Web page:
WHAT A WEEK!
Too many passings since our last connection. As you know, B.B. King, an American original, left us. And we lost the legendary Warner Brothers and Reprise record executive, Stan Cornyn.
From the New York Times obit… Stan Cornyn, an offbeat recording industry executive known both for his unusual promotions and for his album notes died on Monday (May 11) at his home in Carpinteria, Calif. Cornyn “…played a vital role in (Reprise Record’s) growth. His advertising and promotion campaigns in the 1960s and ’70s helped raise the profiles of many artists, including Alice Cooper, Black Sabbath, Fleetwood Mac, James Taylor, Joni Mitchell and Van Morrison.
He was often referred to as the King of the Liner Notes. Cornyn was nominated for five Grammy Awards, writing about Sinatra, and won twice: for September of My Years (1965) and Sinatra at the Sands (1966).”
As a young student of Sinatra, Stan’s descriptive liner notes took me where I wanted to be most, to the very epicenter of those recording sessions. Here are a few examples of Stan’s “You Are There” writing style.
For the 1965 Frank Sinatra album, September of My Years Stan wrote: “Tonight will not swing. Tonight is for serious,” describing the intense anticipation in a recording studio just before Sinatra arrived. “Outside, in the hall, the uniformed guards wait and wonder what to do with their hands.”
“Unruly fiddle players, who love recording like they love traffic jams, tonight they bring along the wives, who wait to one side in black beaded sweaters.”
“And these wives and these fiddle players and all of these are different tonight. For in a few minutes a poet will begin to speak of years ago.”
A little closer to where truth lives. If you want to pick a word for it, pick one in seven easy letters. Honesty.”
For the 1966 album Sinatra at the Sands Stan wrote, “Sinatra turns to the audience and tells them he’s going to sing a saloon song. And silently you can almost hear the perfumed ladies think ‘Yeah”’and the close-shaved, shiny-cheeked men think ‘Yeah’ and the waiters stop in doorways and think ‘Yeah’. And with just piano behind him, Sinatra turns actor. The man whose broad’s left him with some other guy and all of the loot… And there is silence all about, for this audience is watching a man become that last lucked-out guy at the bar, the last one, with nowhere to go but sympathy city.”
Finally, this excerpt from Ol’ Blue Eyes is Back (1973). “He sings with is hands up top of the music stand, holding firm on the music stand, trying hard. In shirt sleeves, light blue, three buttons per cuff, little puffs at the shoulders.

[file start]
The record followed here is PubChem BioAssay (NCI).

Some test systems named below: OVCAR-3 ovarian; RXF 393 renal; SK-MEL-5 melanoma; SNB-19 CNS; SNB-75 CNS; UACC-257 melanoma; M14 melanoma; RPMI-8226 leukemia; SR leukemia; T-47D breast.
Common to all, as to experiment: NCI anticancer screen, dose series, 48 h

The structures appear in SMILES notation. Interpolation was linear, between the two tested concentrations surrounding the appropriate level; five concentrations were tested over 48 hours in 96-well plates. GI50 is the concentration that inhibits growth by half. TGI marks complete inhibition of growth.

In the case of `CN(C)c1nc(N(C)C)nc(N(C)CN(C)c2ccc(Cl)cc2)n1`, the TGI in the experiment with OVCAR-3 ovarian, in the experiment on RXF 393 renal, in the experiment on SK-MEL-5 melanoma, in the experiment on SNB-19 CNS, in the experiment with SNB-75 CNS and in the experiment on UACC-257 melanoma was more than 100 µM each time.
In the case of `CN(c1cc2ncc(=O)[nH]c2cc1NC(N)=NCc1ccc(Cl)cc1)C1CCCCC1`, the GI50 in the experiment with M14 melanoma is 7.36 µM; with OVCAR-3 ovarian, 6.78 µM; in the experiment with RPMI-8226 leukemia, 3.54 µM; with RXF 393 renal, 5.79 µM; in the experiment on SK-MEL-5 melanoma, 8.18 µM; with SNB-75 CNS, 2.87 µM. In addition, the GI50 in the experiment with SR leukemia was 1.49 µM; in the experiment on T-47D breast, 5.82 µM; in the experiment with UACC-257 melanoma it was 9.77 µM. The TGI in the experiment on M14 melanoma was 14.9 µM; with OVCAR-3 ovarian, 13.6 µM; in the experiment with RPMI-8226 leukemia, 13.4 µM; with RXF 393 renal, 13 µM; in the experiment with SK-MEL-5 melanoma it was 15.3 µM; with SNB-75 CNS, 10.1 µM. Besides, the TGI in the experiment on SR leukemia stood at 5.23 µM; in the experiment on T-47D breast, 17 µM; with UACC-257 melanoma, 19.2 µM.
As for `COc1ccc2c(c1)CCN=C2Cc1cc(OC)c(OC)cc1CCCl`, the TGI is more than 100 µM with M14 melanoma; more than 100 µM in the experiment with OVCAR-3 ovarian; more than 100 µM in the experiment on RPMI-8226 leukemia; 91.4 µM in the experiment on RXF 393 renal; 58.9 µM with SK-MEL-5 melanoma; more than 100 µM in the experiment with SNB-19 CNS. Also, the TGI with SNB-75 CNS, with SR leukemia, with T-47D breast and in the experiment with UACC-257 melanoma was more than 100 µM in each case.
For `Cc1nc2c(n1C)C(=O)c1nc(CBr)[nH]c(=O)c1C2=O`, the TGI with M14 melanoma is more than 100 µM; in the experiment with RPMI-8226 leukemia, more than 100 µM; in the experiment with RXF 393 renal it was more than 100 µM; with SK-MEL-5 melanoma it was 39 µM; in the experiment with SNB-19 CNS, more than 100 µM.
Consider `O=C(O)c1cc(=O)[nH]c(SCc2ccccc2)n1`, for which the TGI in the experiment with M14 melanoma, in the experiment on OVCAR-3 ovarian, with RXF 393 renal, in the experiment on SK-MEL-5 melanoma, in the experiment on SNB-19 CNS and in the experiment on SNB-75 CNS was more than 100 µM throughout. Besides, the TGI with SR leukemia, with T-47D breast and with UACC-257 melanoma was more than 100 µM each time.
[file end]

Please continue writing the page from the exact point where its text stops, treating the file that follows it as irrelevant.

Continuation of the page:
He sings and it’s the voice that brings it all back and you realize that not one – isn’t it curious? – not one other voice so clear and clean in all the years has come along, not one other. He is still, no contest the best this world knows. And tonight ol’ blue eyes is back…”
“During playback, Sinatra concentrates, eyes shifting from chair to table top but not to any other eye, hearing only.
String men, violins and violas, who don’t get called in to record as they once did, string men standing around the speakers now, listening, when a couple of years back they were out in the hall phoning their service.
And at the end of the playback, the white-haired expensive men stay sitting upright, applauding on their knees and saying, ‘Magnificent!’” Ol’ blue eyes is back as the singer who’ll still close his eyes when he’s getting into it… The song is ending, the violin’s last string echoing through the stage.”
Another Sinatra song is recorded, for a world that still needs them.
Sinatra walks again into the center of it all. ’I figure,’ he says, ‘we got a record.’”
Stan Cornyn’s promotional contributions to the Warner effort were, according to many, trailblazing. Yet for me, his singular ability to capture the very special recording history playing-out behind doors that would have otherwise been closed to us all is uniquely significant.
Stan Cornyn was 81.
A sampling of those wonderful “V -Discs” or Victory Discs, those very special recordings made in support of the war effort in the forties.
These customized recordings were morale boosters, ferried to theaters of war, large and small. They were of particular value in forward areas, deemed too precarious to welcome USO shows.
The show we put together on Frank’s V-Disc output always generates requests for a replay. Here we go.
Checkout THE V-DISCS when we open THE SINATRA SONGBOOK, Saturday, May 23 at 6pm ET and Sunday, May 24 at 8am ET exclusively on Metromedia Radio.
Listen Live link – http://tunein.com/radio/Metromedia-Radio-s203898/
to be continued…
THE SINATRA SONGBOOK premiered in 1974. Yours truly, this radio series and THE SINATRA SONGBOOK Facebook Page are not affiliated with the Facebook group that carries this name. Nor is this series related to the Myspace page that carries our name.